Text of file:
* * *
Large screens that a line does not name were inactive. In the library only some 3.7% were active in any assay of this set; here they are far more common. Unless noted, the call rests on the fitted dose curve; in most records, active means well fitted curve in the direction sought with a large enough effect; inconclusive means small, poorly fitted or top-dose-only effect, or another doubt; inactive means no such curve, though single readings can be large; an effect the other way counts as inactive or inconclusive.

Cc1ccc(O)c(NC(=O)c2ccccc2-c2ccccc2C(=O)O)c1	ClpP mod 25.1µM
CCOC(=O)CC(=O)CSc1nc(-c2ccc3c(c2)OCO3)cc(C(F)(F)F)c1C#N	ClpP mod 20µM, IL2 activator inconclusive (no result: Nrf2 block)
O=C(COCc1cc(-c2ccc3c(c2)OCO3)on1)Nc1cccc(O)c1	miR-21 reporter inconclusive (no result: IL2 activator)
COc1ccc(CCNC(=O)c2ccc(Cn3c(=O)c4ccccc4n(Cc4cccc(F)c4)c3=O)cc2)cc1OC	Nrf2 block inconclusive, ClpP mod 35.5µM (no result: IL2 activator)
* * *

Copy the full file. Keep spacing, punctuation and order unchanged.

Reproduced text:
Large screens that a line does not name were inactive. In the library only some 3.7% were active in any assay of this set; here they are far more common. Unless noted, the call rests on the fitted dose curve; in most records, active means well fitted curve in the direction sought with a large enough effect; inconclusive means small, poorly fitted or top-dose-only effect, or another doubt; inactive means no such curve, though single readings can be large; an effect the other way counts as inactive or inconclusive.

Cc1ccc(O)c(NC(=O)c2ccccc2-c2ccccc2C(=O)O)c1	ClpP mod 25.1µM
CCOC(=O)CC(=O)CSc1nc(-c2ccc3c(c2)OCO3)cc(C(F)(F)F)c1C#N	ClpP mod 20µM, IL2 activator inconclusive (no result: Nrf2 block)
O=C(COCc1cc(-c2ccc3c(c2)OCO3)on1)Nc1cccc(O)c1	miR-21 reporter inconclusive (no result: IL2 activator)
COc1ccc(CCNC(=O)c2ccc(Cn3c(=O)c4ccccc4n(Cc4cccc(F)c4)c3=O)cc2)cc1OC	Nrf2 block inconclusive, ClpP mod 35.5µM (no result: IL2 activator)